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n. pl. chaebol
A conglomerate of businesses, usually owned by a single family, especially in Korea.

[Korean chaebeol (formed on the model of Japanese zaibatsu, zaibatsu, by using the Korean pronunciation of the two Chinese characters with which the Japanese word is written) : chae, wealth (from Early Middle Chinese, dzəj; see zaibatsu) + beol, powerful family (from Early Middle Chinese buat; see zaibatsu).]
American Heritage® Dictionary of the English Language, Fifth Edition. Copyright © 2016 by Houghton Mifflin Harcourt Publishing Company. Published by Houghton Mifflin Harcourt Publishing Company. All rights reserved.


(Commerce) a large, usually family-owned, business group in South Korea
[C20: from Korean, literally: money clan]
Collins English Dictionary – Complete and Unabridged, 12th Edition 2014 © HarperCollins Publishers 1991, 1994, 1998, 2000, 2003, 2006, 2007, 2009, 2011, 2014
References in periodicals archive ?
The South Korean economy is dominated by industrial ( family-run conglomerates called Chaebols , which take a paternalistic approach to employee relations.
However, despite South Korea's economic rise and enjoying an increase in influence and standards of living, much of its prosperity has been attributed to a handful of conglomerates, better known as chaebols. Chaebols are large industrial South Korean firms that are owned and controlled by a family, which tend to have a monopoly over any single industry.
Chaebols such as Samsung and Hyundai powered South Korea's dramatic rise from the ashes of the 1950-53 war into Asia's fourth-largest economy in less than a generation.
South Korea`s government has called for reform of the country`s family-owned conglomerates, known as chaebols. Chung, the 80-year-old chairman, has made few public appearances and skipped his New Year speech to employees in recent years.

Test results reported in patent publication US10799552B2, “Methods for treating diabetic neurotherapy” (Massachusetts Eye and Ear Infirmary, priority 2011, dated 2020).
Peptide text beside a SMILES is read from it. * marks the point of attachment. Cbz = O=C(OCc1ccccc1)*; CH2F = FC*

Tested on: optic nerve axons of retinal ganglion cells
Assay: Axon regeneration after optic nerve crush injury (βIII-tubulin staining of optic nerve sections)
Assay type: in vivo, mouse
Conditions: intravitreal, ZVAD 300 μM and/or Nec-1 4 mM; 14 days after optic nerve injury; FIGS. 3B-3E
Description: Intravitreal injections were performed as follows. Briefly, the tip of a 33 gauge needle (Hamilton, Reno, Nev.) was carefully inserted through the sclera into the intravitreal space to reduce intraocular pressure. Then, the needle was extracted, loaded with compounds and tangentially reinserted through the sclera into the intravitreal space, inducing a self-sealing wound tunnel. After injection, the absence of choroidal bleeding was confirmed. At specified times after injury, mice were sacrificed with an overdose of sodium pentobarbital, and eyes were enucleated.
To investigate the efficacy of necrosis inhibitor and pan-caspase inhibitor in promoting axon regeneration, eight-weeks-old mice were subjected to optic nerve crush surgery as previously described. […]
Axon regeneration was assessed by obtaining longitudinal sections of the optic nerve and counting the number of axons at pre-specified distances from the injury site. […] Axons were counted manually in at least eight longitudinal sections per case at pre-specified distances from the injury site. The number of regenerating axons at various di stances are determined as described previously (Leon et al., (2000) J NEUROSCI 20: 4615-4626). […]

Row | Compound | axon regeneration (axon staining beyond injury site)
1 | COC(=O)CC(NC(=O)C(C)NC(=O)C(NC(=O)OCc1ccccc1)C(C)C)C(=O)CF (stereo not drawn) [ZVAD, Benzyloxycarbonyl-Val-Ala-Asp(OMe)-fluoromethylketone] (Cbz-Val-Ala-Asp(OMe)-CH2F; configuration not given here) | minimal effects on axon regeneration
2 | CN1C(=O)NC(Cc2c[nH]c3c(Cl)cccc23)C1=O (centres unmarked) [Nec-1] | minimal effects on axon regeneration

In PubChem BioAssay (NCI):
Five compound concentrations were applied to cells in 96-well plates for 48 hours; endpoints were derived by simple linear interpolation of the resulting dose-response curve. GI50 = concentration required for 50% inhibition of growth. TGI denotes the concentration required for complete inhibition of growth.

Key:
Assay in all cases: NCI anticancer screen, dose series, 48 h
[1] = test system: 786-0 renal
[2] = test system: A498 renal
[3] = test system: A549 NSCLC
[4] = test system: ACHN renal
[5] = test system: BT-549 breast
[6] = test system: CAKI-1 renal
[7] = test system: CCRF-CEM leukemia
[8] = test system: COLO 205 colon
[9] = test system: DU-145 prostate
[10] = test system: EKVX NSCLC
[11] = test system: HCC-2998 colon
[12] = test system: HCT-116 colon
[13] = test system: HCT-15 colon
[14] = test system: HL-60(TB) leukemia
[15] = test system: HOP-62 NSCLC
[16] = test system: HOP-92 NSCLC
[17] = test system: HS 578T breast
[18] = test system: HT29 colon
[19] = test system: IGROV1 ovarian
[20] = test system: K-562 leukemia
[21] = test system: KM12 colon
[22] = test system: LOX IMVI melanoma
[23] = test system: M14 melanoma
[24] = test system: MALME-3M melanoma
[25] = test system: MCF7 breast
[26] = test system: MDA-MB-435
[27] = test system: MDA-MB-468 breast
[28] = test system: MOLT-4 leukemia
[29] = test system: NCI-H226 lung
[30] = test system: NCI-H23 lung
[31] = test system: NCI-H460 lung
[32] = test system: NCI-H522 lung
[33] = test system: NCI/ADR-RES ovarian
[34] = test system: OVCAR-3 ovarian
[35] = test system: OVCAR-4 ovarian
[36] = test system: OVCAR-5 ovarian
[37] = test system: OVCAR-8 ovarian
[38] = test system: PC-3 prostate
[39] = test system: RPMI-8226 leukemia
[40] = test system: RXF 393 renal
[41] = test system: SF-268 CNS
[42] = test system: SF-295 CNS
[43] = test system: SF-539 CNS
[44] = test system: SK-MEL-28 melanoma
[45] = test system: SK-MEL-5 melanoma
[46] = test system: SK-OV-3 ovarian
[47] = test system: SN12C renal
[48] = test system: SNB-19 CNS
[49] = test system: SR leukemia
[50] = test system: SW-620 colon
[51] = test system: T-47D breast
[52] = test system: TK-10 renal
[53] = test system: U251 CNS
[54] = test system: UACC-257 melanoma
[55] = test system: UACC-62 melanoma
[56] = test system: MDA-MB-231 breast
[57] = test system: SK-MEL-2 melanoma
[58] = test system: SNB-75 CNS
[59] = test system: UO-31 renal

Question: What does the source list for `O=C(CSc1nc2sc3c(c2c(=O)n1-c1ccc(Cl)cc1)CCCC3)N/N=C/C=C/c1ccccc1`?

Kim said he is aware of such criticism 'As the reform of power abusers and chaebols received relatively more attention, I am aware of the concern that the FTC has been inactive in its key role of promoting market competition.
The case gripped the public amid growing anger against the country's biggest companies, known as chaebols, and their influence on wider society.
The chaebols of fellow billionaires Chung Mong-koo of Hyundai Motor Co., Chey Tae-won of SK Corp., and Lee Kun-hee of Samsung Electronics Co.
But over the years, it has also come to epitomize the cosy ties between politicians and powerful family-controlled business groups -- or chaebols -- which have been implicated in a series of corruption scandals.
A positive side effect of the AFC was a complete restructuring of the governance of Chaebols (some of which even disappeared from the Korean industrial map).
The power of the chaebols in the ROK economy has fluctuated over time.
More specifically, large Korean family-owned conglomerates called chaebols (2) support (own and sponsor) KBO teams/clubs (3) as affiliates, with chaebols being composed of interconnected affiliated companies through cross-holdings under pyramidal structures (Almeida, Park, Subrahmanyam, & Wolfenzon, 2011).
Whatever, we see here the Korean people venting their growing frustration, maybe rage as well, at the chaebols, powerful business conglomerates, many of which are controlled by dynasties.